Sri Lankan rebels said Wednesday they had repelled a coordinated government offensive into rebel-held territory, killing 130 government soldiers and wounding hundreds of other troops. The government denied the claims.
The fighting came as Sri Lankan forces pushed ahead with a monthslong offensive against the Tamil Tigers' northern stronghold in the face of punishing seasonal rains and stiff rebel resistance. The latest battles erupted Tuesday when government forces launched attacks on rebel positions in at least four sites in the Kilinochchi district and along the front lines in the Jaffna peninsula, the rebel-linked Web site TamilNet reported, citing Tamil Tiger officials.
The rebels said they forced the troops to retreat after nine hours of fighting, killing 130 soldiers and wounding more than 300 others. The rebels said they recovered the bodies of at least 10 soldiers in Kilinochchi and eight more in Jaffna, with many other bodies trapped in no man's land. The Tamil Tigers did not give details of their own casualties.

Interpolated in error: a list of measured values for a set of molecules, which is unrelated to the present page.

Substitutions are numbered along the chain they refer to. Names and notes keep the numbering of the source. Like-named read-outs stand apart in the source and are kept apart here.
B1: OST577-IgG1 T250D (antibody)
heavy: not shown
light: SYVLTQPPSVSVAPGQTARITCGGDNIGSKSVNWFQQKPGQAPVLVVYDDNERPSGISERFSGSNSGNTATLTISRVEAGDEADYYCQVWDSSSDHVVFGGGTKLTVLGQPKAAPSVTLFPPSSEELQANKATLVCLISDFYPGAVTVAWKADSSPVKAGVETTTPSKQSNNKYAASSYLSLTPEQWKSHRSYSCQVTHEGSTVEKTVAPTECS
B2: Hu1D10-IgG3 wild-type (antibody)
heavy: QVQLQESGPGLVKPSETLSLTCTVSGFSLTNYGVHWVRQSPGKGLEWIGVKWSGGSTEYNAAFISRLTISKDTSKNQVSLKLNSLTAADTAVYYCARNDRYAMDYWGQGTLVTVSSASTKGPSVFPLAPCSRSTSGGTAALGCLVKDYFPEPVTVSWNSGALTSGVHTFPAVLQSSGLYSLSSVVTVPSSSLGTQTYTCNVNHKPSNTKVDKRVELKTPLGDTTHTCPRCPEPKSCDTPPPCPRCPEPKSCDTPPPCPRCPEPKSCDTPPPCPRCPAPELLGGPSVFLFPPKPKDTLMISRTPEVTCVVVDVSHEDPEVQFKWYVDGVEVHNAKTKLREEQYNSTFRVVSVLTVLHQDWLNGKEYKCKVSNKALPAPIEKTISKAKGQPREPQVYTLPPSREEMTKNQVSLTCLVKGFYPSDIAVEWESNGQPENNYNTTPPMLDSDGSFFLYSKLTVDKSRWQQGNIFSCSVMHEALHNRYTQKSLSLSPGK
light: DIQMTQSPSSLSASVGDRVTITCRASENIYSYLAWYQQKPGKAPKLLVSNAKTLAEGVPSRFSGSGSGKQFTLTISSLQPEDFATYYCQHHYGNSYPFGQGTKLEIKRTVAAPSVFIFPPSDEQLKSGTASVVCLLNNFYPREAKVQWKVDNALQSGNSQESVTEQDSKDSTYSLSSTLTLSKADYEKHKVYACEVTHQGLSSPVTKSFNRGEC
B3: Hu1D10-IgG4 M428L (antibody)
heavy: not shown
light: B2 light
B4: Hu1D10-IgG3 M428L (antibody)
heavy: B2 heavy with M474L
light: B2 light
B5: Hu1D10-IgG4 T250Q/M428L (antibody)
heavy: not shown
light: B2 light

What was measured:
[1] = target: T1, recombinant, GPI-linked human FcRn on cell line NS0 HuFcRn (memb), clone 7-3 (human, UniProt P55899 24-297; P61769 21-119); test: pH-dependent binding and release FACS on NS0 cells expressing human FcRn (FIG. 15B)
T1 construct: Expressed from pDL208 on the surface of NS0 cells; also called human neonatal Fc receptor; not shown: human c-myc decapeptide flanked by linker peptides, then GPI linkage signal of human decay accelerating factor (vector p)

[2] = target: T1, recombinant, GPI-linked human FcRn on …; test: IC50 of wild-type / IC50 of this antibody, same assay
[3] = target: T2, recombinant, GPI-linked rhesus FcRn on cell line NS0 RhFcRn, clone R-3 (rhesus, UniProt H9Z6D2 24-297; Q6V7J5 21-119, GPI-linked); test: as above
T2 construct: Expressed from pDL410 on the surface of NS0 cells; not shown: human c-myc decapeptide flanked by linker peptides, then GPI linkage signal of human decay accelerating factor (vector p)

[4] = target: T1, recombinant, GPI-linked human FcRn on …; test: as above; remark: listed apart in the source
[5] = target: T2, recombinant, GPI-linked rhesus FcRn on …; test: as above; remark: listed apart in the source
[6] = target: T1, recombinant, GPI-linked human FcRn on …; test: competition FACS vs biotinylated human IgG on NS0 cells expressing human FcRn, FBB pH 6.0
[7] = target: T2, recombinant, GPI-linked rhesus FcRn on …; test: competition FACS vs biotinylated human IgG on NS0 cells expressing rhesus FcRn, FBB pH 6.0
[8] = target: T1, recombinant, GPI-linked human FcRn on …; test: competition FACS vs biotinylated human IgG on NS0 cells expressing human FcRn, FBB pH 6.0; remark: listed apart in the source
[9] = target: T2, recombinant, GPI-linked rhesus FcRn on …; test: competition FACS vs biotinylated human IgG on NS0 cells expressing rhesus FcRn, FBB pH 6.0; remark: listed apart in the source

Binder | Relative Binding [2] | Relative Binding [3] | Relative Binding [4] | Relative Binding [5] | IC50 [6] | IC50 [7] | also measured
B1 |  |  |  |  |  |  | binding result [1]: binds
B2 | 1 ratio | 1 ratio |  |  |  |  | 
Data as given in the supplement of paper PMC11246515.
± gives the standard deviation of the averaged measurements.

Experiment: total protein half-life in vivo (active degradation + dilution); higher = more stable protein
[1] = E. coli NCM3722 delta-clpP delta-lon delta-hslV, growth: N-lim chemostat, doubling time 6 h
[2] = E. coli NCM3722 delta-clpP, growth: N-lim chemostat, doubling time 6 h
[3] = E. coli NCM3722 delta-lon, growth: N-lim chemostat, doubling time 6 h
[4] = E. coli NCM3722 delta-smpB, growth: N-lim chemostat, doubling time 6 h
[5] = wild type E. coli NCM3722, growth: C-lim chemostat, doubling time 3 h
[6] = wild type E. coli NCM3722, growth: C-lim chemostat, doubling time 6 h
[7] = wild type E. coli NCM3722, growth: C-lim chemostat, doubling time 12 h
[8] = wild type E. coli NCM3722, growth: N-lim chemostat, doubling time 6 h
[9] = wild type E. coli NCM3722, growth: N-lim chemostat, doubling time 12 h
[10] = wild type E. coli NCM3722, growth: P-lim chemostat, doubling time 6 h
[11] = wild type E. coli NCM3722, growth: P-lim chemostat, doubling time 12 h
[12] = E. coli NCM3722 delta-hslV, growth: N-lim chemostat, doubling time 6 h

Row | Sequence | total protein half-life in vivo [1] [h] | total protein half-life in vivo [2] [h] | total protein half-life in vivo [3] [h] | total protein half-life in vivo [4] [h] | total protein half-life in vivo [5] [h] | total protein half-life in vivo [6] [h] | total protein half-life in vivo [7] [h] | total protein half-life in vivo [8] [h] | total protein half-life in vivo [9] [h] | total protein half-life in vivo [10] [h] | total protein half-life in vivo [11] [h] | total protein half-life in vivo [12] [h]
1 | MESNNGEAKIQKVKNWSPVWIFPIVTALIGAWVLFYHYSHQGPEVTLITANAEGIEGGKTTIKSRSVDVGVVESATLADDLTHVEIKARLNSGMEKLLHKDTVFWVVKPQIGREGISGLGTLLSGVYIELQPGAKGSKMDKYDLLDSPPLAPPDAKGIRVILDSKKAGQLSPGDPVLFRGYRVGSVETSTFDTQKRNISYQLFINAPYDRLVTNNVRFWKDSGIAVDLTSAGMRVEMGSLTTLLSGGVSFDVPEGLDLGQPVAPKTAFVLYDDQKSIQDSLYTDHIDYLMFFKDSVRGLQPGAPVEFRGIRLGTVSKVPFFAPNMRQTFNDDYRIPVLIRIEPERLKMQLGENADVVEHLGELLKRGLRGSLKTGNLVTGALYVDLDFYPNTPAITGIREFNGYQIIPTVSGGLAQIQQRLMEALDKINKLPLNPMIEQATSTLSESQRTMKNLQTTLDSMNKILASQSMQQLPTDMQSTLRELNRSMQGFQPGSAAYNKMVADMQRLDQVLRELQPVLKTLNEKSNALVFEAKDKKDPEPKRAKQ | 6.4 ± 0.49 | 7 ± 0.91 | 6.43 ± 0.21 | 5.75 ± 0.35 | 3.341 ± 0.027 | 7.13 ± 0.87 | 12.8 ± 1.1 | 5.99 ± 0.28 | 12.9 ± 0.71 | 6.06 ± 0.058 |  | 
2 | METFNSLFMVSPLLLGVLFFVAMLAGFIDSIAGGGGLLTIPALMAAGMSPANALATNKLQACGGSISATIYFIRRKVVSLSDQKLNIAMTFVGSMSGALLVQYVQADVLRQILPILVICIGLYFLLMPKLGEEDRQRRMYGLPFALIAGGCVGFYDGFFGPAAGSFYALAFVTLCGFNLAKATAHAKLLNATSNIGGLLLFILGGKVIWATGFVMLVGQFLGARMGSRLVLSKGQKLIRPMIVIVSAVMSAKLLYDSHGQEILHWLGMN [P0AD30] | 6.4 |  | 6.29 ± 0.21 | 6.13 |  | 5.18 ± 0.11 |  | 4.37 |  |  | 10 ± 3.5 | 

Military officials were not immediately available for comment, but the government said Tuesday that 120 rebels and 25 soldiers were killed in the battles, and 10 other soldiers were missing. Both sides routinely exaggerate enemy casualties while underreporting their own. Journalists and independent observers are barred from the war zone, making it impossible to verify battlefield reports released by either side.
The government has vowed to crush the separatists and has won a string of victories in recent months. It has seized large chunks of rebel-held territory, forcing the insurgents into a dwindling stronghold in the northeast corner of this Indian Ocean island nation.
However, the rebels have offered stiff resistance for nearly two months at the edge of Kilinochchi, the administrative capital of their de facto state, despite repeated government predictions of the town's "imminent fall."
The Tamil Tigers began fighting in 1983 to create an independent homeland for ethnic minority Tamils who have suffered marginalization by successive governments controlled by the Sinhalese majority. More than 70,000 people have been killed in the violence.